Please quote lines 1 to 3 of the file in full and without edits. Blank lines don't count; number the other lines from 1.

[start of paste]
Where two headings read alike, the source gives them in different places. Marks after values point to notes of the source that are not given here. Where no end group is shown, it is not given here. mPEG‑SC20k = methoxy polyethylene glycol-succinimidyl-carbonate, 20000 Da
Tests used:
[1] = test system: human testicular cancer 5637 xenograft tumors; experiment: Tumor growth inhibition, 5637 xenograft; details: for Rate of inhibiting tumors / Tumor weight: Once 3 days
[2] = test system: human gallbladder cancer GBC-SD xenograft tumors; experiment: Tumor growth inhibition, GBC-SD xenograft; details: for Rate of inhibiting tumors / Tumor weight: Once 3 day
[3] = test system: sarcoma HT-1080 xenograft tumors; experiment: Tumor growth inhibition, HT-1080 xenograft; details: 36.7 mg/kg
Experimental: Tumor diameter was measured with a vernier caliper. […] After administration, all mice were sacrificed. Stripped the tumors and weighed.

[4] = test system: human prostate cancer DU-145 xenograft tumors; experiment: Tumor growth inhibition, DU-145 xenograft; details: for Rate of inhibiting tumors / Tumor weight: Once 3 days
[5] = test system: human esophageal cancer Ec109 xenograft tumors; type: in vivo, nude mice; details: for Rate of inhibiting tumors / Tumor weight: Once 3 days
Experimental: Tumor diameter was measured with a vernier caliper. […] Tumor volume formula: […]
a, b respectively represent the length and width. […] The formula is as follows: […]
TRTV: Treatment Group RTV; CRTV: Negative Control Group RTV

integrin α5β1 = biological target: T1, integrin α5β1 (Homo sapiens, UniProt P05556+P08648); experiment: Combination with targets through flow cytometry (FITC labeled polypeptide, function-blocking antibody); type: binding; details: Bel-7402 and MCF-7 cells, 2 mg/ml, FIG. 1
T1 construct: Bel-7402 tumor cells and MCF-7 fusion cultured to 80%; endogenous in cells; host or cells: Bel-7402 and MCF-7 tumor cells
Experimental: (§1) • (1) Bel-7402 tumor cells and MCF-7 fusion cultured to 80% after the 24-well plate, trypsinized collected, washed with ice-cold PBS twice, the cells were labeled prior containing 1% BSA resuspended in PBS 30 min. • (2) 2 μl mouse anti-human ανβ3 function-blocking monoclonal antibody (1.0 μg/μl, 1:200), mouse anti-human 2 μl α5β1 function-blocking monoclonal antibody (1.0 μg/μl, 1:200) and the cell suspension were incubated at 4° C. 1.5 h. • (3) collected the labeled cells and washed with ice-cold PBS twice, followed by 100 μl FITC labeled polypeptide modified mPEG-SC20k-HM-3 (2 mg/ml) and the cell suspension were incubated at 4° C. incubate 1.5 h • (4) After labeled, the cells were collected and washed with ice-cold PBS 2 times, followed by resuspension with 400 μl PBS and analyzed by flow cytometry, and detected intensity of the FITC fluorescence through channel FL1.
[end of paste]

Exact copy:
Where two headings read alike, the source gives them in different places. Marks after values point to notes of the source that are not given here. Where no end group is shown, it is not given here. mPEG‑SC20k = methoxy polyethylene glycol-succinimidyl-carbonate, 20000 Da
Tests used:
[1] = test system: human testicular cancer 5637 xenograft tumors; experiment: Tumor growth inhibition, 5637 xenograft; details: for Rate of inhibiting tumors / Tumor weight: Once 3 days